Flexible Working

Flexible working is a way of working that suits an employee’s needs such as having flexible start and finish times, or working from home. The government would like to make employment practices in the UK more flexible and family-friendly.

Flexible working allows employees to have a career that fits in with other commitments. By agreeing working patterns that suit both parties, employers are then able to hire and keep the skilled workers they need. This allows them to develop their business and increase productivity. Flexible working is a way of working that suits an employee’s needs.

Flexible working arrangements may include:

  • changing from full-time to part-time work
  • changing the part-time hours that you work
  • adjusting working hours to fit in with, for example, school hours, college hours or care arrangements
  • compressed hours (working your usual hours in fewer days)
  • flexitime, which allows you to fit your working hours around agreed core times
  • working from home for part or all of the time
  • job sharing
  • self-rostering
  • shift working
  • staggered hours (allowing you to start and finish your days at different times)
  • time off in lieu
  • teleworking
  • annualised hours, this means that working time is organised around the number of hours to be worked over a year rather than over a week. Annualised hours work best when there is a rise and fall in workload during the year.
  • term-time work, so you don’t work during the school holidays.

The Right to Request Flexible Working

All employees have the legal right to request flexible working – not just parents and carers. Employees need to satisfy certain criteria before being able to request flexible working:

  • employees must have 26 weeks continuous employment at the date the application is made
  • not be in one of the groups of employees who aren’t entitled to ask for flexible working
  • only one application can be made in a 12 months period

Satisfying this criteria does not mean that your employer has to grant your request but it does mean you have the legal right to ask for it. A request might be a request to work different hours, different times or to work from home.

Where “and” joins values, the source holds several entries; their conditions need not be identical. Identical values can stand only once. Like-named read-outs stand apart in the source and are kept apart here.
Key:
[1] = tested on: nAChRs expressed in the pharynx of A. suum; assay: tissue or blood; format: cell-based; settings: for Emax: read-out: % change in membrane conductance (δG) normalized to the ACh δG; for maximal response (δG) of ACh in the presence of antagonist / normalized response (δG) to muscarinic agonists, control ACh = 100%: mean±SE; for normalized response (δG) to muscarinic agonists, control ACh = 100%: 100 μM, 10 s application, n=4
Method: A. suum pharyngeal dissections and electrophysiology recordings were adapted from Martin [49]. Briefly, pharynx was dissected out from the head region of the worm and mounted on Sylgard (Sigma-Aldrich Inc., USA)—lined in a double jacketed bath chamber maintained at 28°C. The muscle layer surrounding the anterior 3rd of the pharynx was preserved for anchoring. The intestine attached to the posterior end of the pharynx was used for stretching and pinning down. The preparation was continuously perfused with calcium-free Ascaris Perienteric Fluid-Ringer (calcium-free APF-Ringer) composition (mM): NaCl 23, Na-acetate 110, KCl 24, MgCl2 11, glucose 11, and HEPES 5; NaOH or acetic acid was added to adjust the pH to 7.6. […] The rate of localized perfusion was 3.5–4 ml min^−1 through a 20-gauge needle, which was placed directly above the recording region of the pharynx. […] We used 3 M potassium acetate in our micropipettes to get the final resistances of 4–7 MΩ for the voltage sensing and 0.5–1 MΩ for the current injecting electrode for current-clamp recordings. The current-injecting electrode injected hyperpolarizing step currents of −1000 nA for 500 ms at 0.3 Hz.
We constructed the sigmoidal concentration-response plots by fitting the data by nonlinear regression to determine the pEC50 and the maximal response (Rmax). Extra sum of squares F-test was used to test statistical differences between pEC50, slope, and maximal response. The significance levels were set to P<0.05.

Making a Request for Flexible Working

When making a request for flexible working employees must:

  • make their request in writing, state the date the request is made, the change to working conditions they are seeking, and the date they would like the change to take effect
  • state whether they have made a previous application for flexible work and the date of that application
  • what change to working conditions they are seeking and how they think this may affect the business
  • if they are making their request in relation to the Equality Act 2010, for example, as a reasonable adjustment for disabled employee.

Employers must deal with requests in a ‘reasonable manner’ and have a statutory duty have completed the process, including any appeals, within three months of the request being made.

If an employer doesn’t handle a request in a reasonable manner, the employee can take them to an employment tribunal.

An employer can refuse an application if they have a good business reason for doing so.

If your employer agrees to your flexible working request, it will mean a permanent change to your contract. However, you can both agree a trial period to make sure that the new arrangements work.

If you don’t want to make a permanent change to your contract, you may be able to negotiate a temporary change with your employer.



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